If you'd rather just download the files to help your card recognize the game, see file attached (Sims 3 SGR Files (CPU Tweak).zip to this post. KhaineGB edited the list to be used with several different types of video cards.

How To: Download and install the graphics files:

1. Download the zipped file from here and copy to:

C:\Program Files (x86)\Origin Games\The Sims 3\Game\Bin

2. Unzip it and overwrite what's there, it's fine this is to help get the game to recognize the graphics card.

3. You may need to load the game to main menu and exit to make the Config.log file be aware of the change.

4. The Config.log file should be able to say "Found: 1, Matched: 1" After this, the game should recognize the game.

-- To unzip (extract) files or folders from a zipped folder, locate the zipped folder that you want to unzip (extract) files or folders from. To unzip all the contents of the zipped folder, right-click the folder, select Extract All.

Everything You Need to Know About Zip Files
https://www.howtogeek.com/178146/htg-explains-everything-you-need-to-know-about-zipped-files/
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Offline Flynn Arrowstarr

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How-To: Get Sims 3 to Recognize a New Graphics Card
« Reply #1 on: June 22, 2016, 03:10:57 AM »
Part Two: Editing the Files

In part two, we’ll locate the two text files we need to edit. Then we’ll add the information noted at the end of part one so the game can recognize your graphics card. Finally, we’ll make sure Sims 3 can use more of the memory on your graphics card.

The quickest way to find where your game files are located is to right-click on The Sim 3 icon on your desktop and select Properties.

Sims3_ShortcutProperties.jpg

Click the Open File Location button. This will open the location of The Sims 3’s executable file in Windows Explorer/File Explorer.

Sims3_BaseGameBinFolder.jpg

The two files we want to edit are GraphicsCards.sgr and GraphicsRules.sgr. Right-click each file in turn and select Copy from the menu. Then right-click in an open area of the File Explorer window and select Paste from the menu. You may be prompted to verify the paste by UAC if you are in the Program Files (x86) folder. Once completed, you should have something that looks like this:

Sims3_BaseGameBinCopy.jpg

Right-click each of the - Copy files and rename them to something like GraphicsCards.orig.sgr and GraphicsRules.orig.sgr.

Sims3_BaseGameBinRename.jpg

Highlight GraphicsCards.sgr and GraphicsRules.sgr and Copy/Paste them to your desktop. Then right-click the newly copied GraphicsCards.sgr and select Properties. We’re going to make it easy to edit these files with Notepad. Note my .sgr files are already set to Notepad in the picture below. When done with these steps you’re .sgr properties will look like mine.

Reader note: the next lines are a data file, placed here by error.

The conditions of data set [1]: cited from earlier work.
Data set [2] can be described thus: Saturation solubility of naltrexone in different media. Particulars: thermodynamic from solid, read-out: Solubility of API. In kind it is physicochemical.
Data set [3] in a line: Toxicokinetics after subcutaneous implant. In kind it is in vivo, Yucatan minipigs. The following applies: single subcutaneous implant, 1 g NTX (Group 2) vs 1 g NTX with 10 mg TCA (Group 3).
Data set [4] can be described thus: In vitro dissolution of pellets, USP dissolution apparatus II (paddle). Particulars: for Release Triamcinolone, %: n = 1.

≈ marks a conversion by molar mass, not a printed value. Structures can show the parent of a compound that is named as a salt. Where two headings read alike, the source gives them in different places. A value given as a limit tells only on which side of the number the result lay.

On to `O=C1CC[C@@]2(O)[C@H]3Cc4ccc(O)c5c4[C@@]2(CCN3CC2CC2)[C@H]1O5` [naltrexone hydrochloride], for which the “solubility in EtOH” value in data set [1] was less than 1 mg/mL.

Sims3_EditNotepad1.jpg

At the top of this window, click the Change button. You will be prompted to select a program to open the .sgr files.

Sims3_EditNotepad2.jpg

If Notepad doesn’t appear in the initial list, click the More apps link and Notepad should appear in the list. Click Notepad and then click the OK button. Back on the .sgr properties page, click the Apply button followed by the OK button. Now, when you double-click the GraphicsCards.sgr file, it should open in Notepad.

We only have one change to make in the GraphicsCards.sgr file. We need to find the Nvidia section, which is in the middle of the file immediately after the AMD section.

Quote
        card 0x5655 "Mach 64" unsupported
        card 0x4158 "Mach 32" unsupported
end
vendor "NVIDIA" 0x10b4 0x12d2 0x10de
        card 0x0fd1 "GeForce GT 650M"
        card 0x0fd2 "GeForce GT 640M"

Immediately under the “vendor ‘NVIDIA’ “ line, we’re going to add the following line:

Quote
        card 0x139b "GeForce GTX 960M"

So it will now look like:

Quote
        card 0x5655 "Mach 64" unsupported
        card 0x4158 "Mach 32" unsupported
end
vendor "NVIDIA" 0x10b4 0x12d2 0x10de
        card 0x139b "GeForce GTX 960M"
        card 0x0fd1 "GeForce GT 650M"
        card 0x0fd2 "GeForce GT 640M"

Of course, if you have an AMD card, make sure to put your card’s ID in the AMD section at the top of the file. Save and close GraphicsCards.sgr. Next, we’re going to open the GraphicsRules.sgr file. This file will be a little more complicated, but not too difficult.

First, we’ll do the harder part. For the GTX 960M, we know it’s an Uber level card, based on this list near the top of the file:

Quote
seti cardLevelUber          5
seti cardLevelHigh          4
seti cardLevelMedium        3
seti cardLevelLowmedium     2
seti cardLevelLow           1

For Nvidia cards, the section we want to edit is a few lines below the cardLevel list:

Quote
if (match("${cardVendor}", "NVIDIA"))
    if(match("${cardName}", "* 1?0M*") or match("${cardName}", "* 2?0M*") or match("${cardName}", "* G1?0M*") or match("${cardName}", "* G2?0M*"))
        seti cardLevel $cardLevelMedium
        seti isCardMatched true
    elseif (match("${cardName}", "*8800*") or match("${cardName}", "*9500*") or match("${cardName}", "*9600 GSO*") or match("${cardName}", "*9600 GT*") or match("${cardName}", "*9800 *") or match("${cardName}", "*GTX 2??*") or match("${cardName}", "*2?00M*") or match("${cardName}", "*3?00M*") or match("${cardName}", "*Quadro*FX 5??0*") or match("${cardName}", "*GT 1?0*") or match("${cardName}", "*GTS 150*") or match("${cardName}", "*GTS 250*") or match("${cardName}", "*GT 2??*") or match("${cardName}", "*GTS 2??*")  or match("${cardName}", "*GTX 2??*") or match("${cardName}", "*GeForce G2??*") or match("${cardName}", "*GT 3??*") or match("${cardName}", "*GTS 3??*")  or match("${cardName}", "*GTX 3??*") or match("${cardName}", "*GeForce 3??*") or match("${cardName}", "*GT 4??*") or match("${cardName}", "*GTS 4??*")  or match("${cardName}", "*GTX 4??*") or match("${cardName}", "*GT 5??*") or match("${cardName}", "*GTS 5??*")  or match("${cardName}", "*GTX 5??*") or match("${cardName}", "*GT 6??*") or match("${cardName}", "*GTX 6??*"))